Cracks have started to appear in the McLaren-Honda relationship after another uncompetitive qualifying session at Monza.
McLaren was prepared for a tough weekend at the Italian Grand Prix, taking new internal combustion engines (ICE) on both cars which result in grid penalties. However, following a qualifying session in which both cars dropped out in Q1 - with Jenson Button 2.8s slower than Lewis Hamilton in the opening session - Fernando Alonso showed signs of frustration with Honda.
"There are many areas where we need to improve, but on a circuit with six corners we are losing two or three tenths through all those corners, and the rest of the three seconds you need to find on the straights," Alonso said. "On the straights we're full throttle, and there isn't much we can do. There's a lot of power that is important, and on this type of circuit you notice it even more."
Following Alonso's comments, both drivers, racing director Eric Boullier and Honda motorsport boss Yasuhisa Arai faced the media in a group session in the paddock. Arai found himself facing the majority of questions as sources within McLaren voiced discontent, but the Honda boss insists progress is being made.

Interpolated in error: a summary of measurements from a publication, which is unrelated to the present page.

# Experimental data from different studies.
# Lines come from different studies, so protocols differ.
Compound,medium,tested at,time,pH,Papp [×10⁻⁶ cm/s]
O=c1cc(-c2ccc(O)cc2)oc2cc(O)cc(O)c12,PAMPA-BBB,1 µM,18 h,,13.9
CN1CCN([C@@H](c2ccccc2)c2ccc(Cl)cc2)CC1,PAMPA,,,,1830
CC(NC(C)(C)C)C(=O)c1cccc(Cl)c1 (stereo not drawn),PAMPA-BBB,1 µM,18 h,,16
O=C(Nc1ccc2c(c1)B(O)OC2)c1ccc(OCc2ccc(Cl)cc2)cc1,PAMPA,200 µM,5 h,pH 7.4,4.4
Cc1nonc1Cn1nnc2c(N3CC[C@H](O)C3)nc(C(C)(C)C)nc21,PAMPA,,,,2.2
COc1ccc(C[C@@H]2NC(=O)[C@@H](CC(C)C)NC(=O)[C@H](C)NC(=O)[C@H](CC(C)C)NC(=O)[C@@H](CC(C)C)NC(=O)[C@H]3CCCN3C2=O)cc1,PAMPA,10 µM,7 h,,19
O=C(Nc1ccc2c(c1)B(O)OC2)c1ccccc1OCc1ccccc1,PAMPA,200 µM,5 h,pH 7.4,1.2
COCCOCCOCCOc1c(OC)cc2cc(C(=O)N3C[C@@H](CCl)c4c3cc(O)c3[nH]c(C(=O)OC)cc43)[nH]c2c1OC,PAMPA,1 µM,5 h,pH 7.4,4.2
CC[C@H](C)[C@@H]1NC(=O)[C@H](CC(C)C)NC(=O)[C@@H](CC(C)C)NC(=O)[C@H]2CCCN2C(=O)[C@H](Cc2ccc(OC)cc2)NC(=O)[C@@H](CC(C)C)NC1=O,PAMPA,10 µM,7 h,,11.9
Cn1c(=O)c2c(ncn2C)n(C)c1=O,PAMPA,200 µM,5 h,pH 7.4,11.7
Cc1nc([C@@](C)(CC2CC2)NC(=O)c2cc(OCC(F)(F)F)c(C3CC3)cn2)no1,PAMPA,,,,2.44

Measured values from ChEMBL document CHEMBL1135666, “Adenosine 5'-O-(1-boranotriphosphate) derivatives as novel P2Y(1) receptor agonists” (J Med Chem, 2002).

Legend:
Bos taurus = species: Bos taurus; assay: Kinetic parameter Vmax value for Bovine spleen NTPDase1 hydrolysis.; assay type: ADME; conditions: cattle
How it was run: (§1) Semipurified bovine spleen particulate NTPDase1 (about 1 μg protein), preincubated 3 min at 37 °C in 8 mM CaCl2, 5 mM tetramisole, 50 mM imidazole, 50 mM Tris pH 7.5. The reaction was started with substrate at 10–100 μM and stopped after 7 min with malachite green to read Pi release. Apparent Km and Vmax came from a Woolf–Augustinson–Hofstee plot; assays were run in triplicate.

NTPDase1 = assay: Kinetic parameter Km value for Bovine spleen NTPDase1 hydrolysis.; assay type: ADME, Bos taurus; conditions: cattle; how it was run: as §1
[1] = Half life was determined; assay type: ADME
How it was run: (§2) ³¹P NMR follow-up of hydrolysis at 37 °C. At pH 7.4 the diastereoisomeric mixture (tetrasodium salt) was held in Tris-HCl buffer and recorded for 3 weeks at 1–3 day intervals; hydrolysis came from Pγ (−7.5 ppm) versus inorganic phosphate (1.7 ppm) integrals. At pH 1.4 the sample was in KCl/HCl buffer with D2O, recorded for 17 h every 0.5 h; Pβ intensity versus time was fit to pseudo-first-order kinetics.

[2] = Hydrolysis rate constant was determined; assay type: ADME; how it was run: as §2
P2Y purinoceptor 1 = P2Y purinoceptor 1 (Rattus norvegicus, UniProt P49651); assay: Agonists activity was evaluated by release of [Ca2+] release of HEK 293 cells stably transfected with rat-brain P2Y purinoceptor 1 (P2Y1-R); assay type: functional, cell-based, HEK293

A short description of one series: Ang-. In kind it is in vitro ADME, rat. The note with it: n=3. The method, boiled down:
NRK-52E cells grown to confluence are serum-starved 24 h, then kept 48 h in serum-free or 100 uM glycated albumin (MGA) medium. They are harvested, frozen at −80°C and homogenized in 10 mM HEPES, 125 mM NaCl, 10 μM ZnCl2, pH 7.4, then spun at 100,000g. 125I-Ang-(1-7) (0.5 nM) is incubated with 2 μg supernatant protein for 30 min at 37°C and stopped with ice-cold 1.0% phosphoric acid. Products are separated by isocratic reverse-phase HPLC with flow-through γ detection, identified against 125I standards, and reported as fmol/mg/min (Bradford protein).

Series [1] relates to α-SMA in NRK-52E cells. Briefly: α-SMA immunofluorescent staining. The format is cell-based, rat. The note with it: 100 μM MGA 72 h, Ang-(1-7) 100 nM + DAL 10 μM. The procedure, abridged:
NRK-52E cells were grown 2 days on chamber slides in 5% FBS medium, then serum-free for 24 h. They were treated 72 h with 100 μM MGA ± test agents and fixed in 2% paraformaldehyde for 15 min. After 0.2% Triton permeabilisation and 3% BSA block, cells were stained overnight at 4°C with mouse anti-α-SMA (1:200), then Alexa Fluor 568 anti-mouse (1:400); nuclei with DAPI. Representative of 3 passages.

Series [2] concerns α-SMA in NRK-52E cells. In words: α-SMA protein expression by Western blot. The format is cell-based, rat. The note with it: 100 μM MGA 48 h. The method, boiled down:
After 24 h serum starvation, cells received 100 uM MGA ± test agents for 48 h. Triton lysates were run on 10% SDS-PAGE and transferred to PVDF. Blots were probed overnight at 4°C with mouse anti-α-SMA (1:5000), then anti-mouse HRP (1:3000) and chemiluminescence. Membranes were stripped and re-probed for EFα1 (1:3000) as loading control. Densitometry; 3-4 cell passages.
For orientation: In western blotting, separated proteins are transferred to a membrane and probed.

"We measured the sensor on our [internal combustion engine] horsepower on the straight and the engine horsepower and deployment for MGU-K and unfortunately we saw less deployment in a straight line so that is the reason why the speed is not so good," Arai said.
"I think we’re in a good direction but you know that the result is not so good. I hope we can do our best in the remainder of the season and we will use our tokens in the next few races…"
When pushed on reports he had claimed Honda's ICE delivers 25hp more than Renault's, Arai denied that was the case but believes it is comparable.
"I didn’t say that exact number so it is a rumour, but I talk with other engineers at our team and maybe it is not so different and not so close. Maybe it is as good as the Renault but I don’t know the exact number."
When asked if he agreed with Arai's assessment of where the power unit stands compared to other manufacturers, Boullier replied diplomatically: "As one team, I have to agree with Mr Arai’s statement."